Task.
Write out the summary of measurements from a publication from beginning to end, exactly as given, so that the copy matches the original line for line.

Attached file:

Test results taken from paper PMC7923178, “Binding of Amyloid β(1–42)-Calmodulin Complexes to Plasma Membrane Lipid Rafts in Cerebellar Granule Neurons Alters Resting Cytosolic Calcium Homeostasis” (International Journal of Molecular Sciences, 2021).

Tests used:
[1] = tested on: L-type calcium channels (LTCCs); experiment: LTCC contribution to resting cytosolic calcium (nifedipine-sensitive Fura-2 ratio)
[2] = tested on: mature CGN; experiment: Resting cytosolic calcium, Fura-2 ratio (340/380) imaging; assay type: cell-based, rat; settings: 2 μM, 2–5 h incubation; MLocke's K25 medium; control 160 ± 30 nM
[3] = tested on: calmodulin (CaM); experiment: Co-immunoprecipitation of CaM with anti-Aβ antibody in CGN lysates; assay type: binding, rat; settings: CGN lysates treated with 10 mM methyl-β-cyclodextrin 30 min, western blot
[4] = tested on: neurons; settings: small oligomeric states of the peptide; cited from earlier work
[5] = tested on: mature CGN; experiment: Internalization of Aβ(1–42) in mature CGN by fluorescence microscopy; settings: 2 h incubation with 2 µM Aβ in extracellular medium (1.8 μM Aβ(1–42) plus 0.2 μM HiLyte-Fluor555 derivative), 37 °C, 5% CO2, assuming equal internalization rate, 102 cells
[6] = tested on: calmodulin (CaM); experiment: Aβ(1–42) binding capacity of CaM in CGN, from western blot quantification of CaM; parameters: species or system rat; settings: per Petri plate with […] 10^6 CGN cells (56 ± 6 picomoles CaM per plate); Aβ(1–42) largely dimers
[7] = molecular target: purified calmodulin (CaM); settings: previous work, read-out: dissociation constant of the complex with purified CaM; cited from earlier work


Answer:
Test results taken from paper PMC7923178, “Binding of Amyloid β(1–42)-Calmodulin Complexes to Plasma Membrane Lipid Rafts in Cerebellar Granule Neurons Alters Resting Cytosolic Calcium Homeostasis” (International Journal of Molecular Sciences, 2021).

Tests used:
[1] = tested on: L-type calcium channels (LTCCs); experiment: LTCC contribution to resting cytosolic calcium (nifedipine-sensitive Fura-2 ratio)
[2] = tested on: mature CGN; experiment: Resting cytosolic calcium, Fura-2 ratio (340/380) imaging; assay type: cell-based, rat; settings: 2 μM, 2–5 h incubation; MLocke's K25 medium; control 160 ± 30 nM
[3] = tested on: calmodulin (CaM); experiment: Co-immunoprecipitation of CaM with anti-Aβ antibody in CGN lysates; assay type: binding, rat; settings: CGN lysates treated with 10 mM methyl-β-cyclodextrin 30 min, western blot
[4] = tested on: neurons; settings: small oligomeric states of the peptide; cited from earlier work
[5] = tested on: mature CGN; experiment: Internalization of Aβ(1–42) in mature CGN by fluorescence microscopy; settings: 2 h incubation with 2 µM Aβ in extracellular medium (1.8 μM Aβ(1–42) plus 0.2 μM HiLyte-Fluor555 derivative), 37 °C, 5% CO2, assuming equal internalization rate, 102 cells
[6] = tested on: calmodulin (CaM); experiment: Aβ(1–42) binding capacity of CaM in CGN, from western blot quantification of CaM; parameters: species or system rat; settings: per Petri plate with […] 10^6 CGN cells (56 ± 6 picomoles CaM per plate); Aβ(1–42) largely dimers
[7] = molecular target: purified calmodulin (CaM); settings: previous work, read-out: dissociation constant of the complex with purified CaM; cited from earlier work